Quoted by numerous writers over the past 100 years from Paul Valéry to Robert Graves, this phrase has a new resonance today.
I have never been a huge fan of the “Future of Work” term – it has no literal meaning and is simply a label of convenience that covers multiple topics from robotics to multiple generations at work. But it has served as a universal expression to at least signal and highlight the profound changes to the world of work being driven by forces ranging from exponential digitalisation to globalisation, societal change and shifts in consumer behaviour.
Observers of the evolving world for work point to times in history when a significant change in the underlying economic and technological landscape has triggered far reaching changes to how we work and live. We are told, for example, that technology advancement in the last 20 years alone has moved us into the 4th Industrial Revolution which is a game changer for how, by who (or by what) work will get done into the future.
Sometimes we need more tangible or identifiable reference points to mark these changes.
It is often said that the “nikefication” of work reflected the 3rd Industrial Revolution changes brought about by advances in computer technology during the last quarter of the 20th century. The ‘organisation’ was no longer a single entity where work could be done but a global ecosystem of partners and suppliers connected by technology and global inter-connectivity. The more recent “uberization” phase of work signalled an advancement of that idea with re-emergence from history of the free agent, contingent or gig worker as part of that distributed work model. There are risks as well as benefits to both of these advancements in what has become perhaps a more precarious and fragmented world of work.
Is Covid signalling the next phase in the world of work ?
The COVID-19 outbreak has primed our concern even more about how fragile nature of employment has become in a service dominated, inter-connected and rapidly changing economy. And it has certainly accelerated our thinking and practices regarding new, remote and innovative ways of working. These trends were already well underway as part of the ongoing ‘future of work’ debate but CV19 has dramatically catapulted these practices into the mainstream asking questions on how, and where and by whom work can get done into the future.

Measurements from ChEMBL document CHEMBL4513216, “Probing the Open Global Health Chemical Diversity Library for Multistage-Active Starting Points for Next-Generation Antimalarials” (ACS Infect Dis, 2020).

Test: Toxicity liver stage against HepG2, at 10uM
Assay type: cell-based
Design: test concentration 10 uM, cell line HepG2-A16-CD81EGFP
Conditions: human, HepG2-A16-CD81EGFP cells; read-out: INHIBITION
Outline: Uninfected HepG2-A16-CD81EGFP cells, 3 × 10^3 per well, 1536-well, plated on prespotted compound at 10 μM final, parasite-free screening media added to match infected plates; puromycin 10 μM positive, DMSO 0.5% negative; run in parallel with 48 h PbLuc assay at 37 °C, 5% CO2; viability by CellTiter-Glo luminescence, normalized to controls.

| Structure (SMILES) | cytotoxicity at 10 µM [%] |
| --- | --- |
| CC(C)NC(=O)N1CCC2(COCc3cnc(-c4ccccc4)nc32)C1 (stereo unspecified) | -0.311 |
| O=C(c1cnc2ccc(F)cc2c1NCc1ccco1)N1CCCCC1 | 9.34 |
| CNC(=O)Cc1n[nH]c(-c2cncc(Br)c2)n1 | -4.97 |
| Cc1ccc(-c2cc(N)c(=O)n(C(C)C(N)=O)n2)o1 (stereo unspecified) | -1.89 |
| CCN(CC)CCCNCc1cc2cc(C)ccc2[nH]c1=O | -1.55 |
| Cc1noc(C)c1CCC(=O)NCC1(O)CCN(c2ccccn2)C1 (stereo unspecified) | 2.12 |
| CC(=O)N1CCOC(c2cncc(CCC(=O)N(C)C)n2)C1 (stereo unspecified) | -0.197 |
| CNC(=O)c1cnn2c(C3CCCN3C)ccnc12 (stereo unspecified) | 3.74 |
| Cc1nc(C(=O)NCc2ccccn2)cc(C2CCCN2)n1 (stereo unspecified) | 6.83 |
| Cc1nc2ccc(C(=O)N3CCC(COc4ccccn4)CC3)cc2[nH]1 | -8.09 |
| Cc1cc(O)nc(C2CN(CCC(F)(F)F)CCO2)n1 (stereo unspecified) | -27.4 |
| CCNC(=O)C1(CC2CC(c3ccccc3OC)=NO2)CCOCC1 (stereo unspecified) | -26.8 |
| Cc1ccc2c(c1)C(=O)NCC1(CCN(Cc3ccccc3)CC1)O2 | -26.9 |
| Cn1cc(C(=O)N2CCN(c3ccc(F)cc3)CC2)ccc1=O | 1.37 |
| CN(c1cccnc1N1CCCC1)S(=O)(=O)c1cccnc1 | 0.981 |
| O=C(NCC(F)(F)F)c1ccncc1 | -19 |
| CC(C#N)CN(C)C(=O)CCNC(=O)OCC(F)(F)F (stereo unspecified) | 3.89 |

Keeping with the questionable pattern of identifying shifts in the world of work with the names of US multinationals, perhaps it could be said that the “zoomification” of work has truly arrived as a mainstream, normal way of doing business and is no longer restricted to the particular sectors and work cultures where it had already existed for many years.
It is now an open question as to what the zoomification of work will mean for employers and workers as we shape the post Covid-19 world of work. Similar to its Nike and Uber cousins, the zoomification of work will bring many advances and upsides but also risks and dangers to be considered.
However, on the upside, and learning from the early days of the Covid experience, perhaps it will signal a more human and authentic world of work ?. One where there is a more mature employment relationship built on principles of genuine partnership, empathy, trust and servant leadership ? Where technology serves us as a toolkit for flexible working lives and a final challenge to some of the more inflexible work practices of the 20th century. The next, human phase of work may not just be about technology and economic efficiency which perhaps typified earlier cycles.
A challenge will be how we steer through the immediate aftermath of Covid-19 but also how we decide to shape this more informed, positive vison of work and leadership being presented to us with the need for social connectivity, efficiency, productivity and innovation.
But surely, form all that we have learned about work and disruption in the last 15 years alone, we can find a way to solve for these issues to ensure that this next phase of work will be a productive and fulfilling one for employers, leaders and workers alike. The future may not be quite what it used to be but it is still what we choose to make it.